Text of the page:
That article was accepted for the February 2013 issue of Overload. Since then I’ve started an occasional column in C Vu called “In the Toolbox” and have written many other articles for both C Vu and Overload on both technical and non-technical matters. A few of those even started out life as a blog post which I then cleaned up and embellished further. A few months back I felt I had reached the point where I had enough content to require a couple of blog posts to summarise what I’d published so far: “In The Toolbox - Season One”, “Overload Articles - Season One” and “C Vu Articles - Season One”.
Confidence in writing has undoubtedly led to a confidence in presenting too, by which I mean that at least I feel more confident about the content I’m presenting, even if my presentation style is still rather rough around the edges.
The last thing I noted in my first anniversary post was a quip about not looking at the stats from Google Analytics. Well, if the stats can be believed, and I’m not altogether convinced how accurate they are , then I’m definitely well into double figures now. In fact quite recently the number of page views rocketed to the tens-of-thousands per month. This appears to coincide with a blog post I published about my dislike of the term Dependency Injection (See “Terminology Overdose”) and it got a much wider audience than normal via some re-tweets from a couple of prominent programmers. The graph on the right shows the number of page views per month over the time my blogs been active. Obviously a page view does not constitute a “read” but if nothing else it shows that my content is not stuck at the bottom of the search engine results pages. Hopefully some of those “hits” will have resulted in someone finding something useful, which is all I really aspire to.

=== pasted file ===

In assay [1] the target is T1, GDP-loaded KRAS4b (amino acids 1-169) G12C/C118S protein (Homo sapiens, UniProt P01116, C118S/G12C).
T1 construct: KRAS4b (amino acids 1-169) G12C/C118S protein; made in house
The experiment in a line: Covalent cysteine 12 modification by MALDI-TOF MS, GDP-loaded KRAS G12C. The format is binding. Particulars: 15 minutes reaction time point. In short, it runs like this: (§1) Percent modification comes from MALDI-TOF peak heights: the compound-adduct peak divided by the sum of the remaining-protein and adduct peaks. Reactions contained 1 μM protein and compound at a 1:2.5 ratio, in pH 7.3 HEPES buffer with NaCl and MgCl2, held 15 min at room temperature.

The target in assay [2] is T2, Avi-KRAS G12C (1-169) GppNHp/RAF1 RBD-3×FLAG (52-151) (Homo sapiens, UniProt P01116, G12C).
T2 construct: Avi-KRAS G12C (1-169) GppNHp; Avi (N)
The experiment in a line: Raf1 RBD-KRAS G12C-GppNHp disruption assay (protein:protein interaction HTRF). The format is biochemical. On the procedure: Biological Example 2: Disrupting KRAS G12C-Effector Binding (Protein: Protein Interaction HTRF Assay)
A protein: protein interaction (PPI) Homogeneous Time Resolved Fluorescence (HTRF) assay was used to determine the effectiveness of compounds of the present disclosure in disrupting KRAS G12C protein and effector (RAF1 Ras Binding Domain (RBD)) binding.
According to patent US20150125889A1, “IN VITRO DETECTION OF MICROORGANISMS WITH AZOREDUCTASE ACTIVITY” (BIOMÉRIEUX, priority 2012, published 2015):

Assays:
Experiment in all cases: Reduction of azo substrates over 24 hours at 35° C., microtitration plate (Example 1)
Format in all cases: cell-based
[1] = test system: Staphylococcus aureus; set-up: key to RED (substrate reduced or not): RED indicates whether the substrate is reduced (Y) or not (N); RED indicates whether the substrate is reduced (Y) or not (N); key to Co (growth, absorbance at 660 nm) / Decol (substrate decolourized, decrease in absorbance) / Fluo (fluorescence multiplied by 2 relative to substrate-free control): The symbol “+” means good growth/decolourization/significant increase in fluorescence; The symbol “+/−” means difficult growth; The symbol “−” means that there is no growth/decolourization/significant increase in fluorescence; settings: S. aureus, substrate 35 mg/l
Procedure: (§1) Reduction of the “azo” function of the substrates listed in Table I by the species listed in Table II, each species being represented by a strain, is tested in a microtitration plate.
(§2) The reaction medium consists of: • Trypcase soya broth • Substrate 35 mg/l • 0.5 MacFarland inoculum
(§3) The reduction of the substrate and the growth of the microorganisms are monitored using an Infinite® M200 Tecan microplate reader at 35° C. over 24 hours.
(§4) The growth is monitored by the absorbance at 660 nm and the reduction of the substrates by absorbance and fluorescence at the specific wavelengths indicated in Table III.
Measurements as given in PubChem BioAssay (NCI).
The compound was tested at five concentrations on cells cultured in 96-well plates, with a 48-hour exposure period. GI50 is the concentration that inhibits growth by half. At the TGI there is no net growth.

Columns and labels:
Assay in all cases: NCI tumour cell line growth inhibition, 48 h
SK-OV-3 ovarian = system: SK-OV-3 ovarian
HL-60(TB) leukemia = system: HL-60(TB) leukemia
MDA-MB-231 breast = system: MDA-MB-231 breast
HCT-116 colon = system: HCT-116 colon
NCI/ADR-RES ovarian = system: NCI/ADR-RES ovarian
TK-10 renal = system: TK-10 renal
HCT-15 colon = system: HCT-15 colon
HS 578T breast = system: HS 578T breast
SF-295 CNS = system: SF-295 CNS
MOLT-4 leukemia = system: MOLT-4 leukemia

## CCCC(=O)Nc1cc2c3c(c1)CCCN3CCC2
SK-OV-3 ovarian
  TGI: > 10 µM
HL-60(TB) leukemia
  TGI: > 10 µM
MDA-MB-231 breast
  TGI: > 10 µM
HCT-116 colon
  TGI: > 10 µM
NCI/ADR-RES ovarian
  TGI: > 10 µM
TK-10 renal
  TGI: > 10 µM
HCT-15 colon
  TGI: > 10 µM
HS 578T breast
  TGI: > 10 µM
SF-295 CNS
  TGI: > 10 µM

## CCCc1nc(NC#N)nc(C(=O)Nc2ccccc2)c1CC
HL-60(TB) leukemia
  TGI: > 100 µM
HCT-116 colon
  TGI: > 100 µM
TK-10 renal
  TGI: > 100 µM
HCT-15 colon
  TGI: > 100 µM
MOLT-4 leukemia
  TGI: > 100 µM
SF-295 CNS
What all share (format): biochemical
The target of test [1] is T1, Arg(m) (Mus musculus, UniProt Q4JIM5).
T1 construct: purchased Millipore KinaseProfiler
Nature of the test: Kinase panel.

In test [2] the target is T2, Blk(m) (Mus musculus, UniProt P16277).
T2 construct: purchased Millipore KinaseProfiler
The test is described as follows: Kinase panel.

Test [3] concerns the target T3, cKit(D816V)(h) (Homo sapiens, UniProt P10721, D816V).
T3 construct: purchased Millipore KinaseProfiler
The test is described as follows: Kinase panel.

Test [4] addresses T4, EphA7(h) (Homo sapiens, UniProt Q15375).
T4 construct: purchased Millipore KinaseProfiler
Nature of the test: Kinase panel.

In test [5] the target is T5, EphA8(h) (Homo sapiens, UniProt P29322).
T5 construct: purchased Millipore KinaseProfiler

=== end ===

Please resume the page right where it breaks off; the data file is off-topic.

I decided to use WC on my collection of blog posts, which I get emailed to me whenever I publish them, to see how many words I’ve written in the last five and a half years. The original result seemed way too high as I know that even my longest posts still come in under 1,500 words. In turned out Blogger started sending me a multi-part email with both a plain text and an HTML version in it some months after I’d started. A quick application of SED with an address range to pick out just the plain text versions gave me the more believable sum of ~148,000 words. Based on that, each post is ~740 words long which sounds about right. I had hoped to write more, smaller posts, but I seem incapable of doing that - as now demonstrated…
So, what does the future hold? Well, I still have 77 blog post titles sat in the backlog, so I reckon there is still plenty of content I probably want to explore and I’m sure the backlog is grower quicker than I’m writing which feels healthy for a budding author. Moving teams and projects every so often always seems to generate new thoughts and questions and therefore I expect more to come from that. The one concern I did have was that starting to write more formal articles would mean I spent less time blogging, but I don’t think that’s been the case. My blog will definitely continue to be the place for ad-hoc content and for musings that I have yet to form into a more coherent piece.
See you again in a few years.
 The Google stats indicate a steady stream of page views from May 2006, but my blog wasn’t even started until April 2009!